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Far from the crowds and away from the noise is Wilderness Lake.
This is a place of pristine beauty, quiet majesty, and tranquil silence, located high in the Wallowa Mountains of Oregon, USA. It is reached by a nine mile hike from the trailhead, so anybody who makes it to this isolated spot has worked a bit to get there.
But that’s how it often is, isn’t it? The goals worth reaching, the places worth being – these are not ready at hand, like shopping outlets, easily reached on wide, straight roads that many, many people are driving upon.
Rather, to get to the remote places requires the same determination that it takes to reach the wildest dreams – one must be willing to walk, steadily and purposefully, and to take the trail as it comes. There won’t be a lot of other people on the trail, but that doesn’t mean it isn’t worth being upon: indeed, the few people one does meet knows the value of their destination, and they understand why we are so willing to work to get there.
The climb is steadily upward, but since there is no rush, there is no need to unduly tire ourselves. Indeed, part of the process is the journey itself, and with each turn of the trail a new vista awaits. Sometimes, we see little because we are surrounded by trees; other times, we reach a spot where we see a vista before us. Each sight is different, each beautiful, each a part of the adventure of the hike.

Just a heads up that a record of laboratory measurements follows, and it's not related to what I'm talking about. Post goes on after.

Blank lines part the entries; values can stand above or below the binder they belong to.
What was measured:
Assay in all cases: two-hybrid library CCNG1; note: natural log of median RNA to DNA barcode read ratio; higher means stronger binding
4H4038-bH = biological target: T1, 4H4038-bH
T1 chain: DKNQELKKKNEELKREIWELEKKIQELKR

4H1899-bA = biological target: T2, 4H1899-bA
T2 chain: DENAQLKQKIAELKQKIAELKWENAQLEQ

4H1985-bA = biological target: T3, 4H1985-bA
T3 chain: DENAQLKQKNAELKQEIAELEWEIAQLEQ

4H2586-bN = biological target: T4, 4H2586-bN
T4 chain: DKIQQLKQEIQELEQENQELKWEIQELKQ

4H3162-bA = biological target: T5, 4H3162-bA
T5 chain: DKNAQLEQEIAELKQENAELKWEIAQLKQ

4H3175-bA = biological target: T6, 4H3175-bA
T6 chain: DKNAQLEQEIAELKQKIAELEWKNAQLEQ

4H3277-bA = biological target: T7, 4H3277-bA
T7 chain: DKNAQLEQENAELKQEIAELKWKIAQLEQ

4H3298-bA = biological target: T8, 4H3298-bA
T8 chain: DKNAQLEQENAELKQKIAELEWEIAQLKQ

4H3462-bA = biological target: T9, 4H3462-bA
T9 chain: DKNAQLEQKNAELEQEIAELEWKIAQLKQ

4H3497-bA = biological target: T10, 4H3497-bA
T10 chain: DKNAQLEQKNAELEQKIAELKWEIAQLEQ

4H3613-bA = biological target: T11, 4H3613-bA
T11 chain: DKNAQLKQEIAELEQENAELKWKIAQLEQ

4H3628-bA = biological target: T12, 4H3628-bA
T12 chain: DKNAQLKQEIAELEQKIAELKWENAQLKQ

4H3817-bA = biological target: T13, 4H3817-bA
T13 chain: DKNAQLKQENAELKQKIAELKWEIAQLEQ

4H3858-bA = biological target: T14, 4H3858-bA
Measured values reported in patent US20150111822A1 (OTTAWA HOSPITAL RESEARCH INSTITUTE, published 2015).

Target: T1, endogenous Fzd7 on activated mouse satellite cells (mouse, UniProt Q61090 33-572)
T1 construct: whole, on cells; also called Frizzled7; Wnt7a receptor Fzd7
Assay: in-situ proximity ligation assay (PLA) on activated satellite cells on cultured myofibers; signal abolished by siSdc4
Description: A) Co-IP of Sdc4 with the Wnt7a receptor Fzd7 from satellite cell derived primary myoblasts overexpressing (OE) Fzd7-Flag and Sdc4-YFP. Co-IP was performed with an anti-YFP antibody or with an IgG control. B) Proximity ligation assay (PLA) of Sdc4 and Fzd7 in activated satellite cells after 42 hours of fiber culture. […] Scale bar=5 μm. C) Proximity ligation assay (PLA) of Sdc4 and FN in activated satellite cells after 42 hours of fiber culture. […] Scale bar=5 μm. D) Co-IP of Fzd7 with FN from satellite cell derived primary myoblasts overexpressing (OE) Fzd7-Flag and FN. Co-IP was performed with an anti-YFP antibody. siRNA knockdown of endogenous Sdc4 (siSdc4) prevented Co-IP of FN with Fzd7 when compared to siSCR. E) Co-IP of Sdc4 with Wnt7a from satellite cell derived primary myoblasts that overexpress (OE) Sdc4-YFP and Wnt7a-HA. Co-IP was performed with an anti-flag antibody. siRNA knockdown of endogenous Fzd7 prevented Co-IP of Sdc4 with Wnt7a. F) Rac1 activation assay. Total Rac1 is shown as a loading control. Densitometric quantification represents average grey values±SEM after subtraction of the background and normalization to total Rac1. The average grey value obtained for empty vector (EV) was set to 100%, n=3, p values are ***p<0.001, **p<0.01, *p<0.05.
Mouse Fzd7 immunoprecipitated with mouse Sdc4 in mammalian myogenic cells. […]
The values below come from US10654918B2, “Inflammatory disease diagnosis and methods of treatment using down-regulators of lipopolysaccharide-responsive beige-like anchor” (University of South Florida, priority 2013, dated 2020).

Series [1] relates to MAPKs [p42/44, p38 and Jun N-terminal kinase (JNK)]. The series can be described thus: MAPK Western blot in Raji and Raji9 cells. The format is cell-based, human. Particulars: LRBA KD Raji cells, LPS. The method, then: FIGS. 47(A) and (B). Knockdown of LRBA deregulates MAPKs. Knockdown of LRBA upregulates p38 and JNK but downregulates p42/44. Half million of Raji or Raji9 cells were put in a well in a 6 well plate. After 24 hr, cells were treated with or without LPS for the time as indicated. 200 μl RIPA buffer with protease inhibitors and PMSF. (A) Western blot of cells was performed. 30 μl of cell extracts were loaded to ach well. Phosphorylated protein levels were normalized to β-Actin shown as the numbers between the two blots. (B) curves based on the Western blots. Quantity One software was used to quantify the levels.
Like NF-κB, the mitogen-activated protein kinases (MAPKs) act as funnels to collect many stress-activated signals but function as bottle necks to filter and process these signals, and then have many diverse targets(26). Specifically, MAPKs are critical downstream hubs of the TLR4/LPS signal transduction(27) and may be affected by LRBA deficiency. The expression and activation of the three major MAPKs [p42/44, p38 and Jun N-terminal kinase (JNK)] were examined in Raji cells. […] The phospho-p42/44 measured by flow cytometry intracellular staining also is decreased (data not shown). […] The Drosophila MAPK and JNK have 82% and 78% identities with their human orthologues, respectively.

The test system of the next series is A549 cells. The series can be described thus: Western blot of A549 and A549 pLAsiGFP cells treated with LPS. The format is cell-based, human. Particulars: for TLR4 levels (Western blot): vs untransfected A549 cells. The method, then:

When we finally arrive at the lake (which is actually called Ice Lake; the name of the painting is Wilderness Lake) we feel that we have truly accomplished something, and it was well worth the time and work to get here.
(A companion piece to Wilderness Lake is The Divide, also on this site. Additional images of Ice Lake on this site can be found at First Light, First Light Wilderness, and Shades of Turquoise. And a fanciful view of the area is Lady of the Lake.)
Featured in 20 Fine Art America groups.
September 25th, 2019
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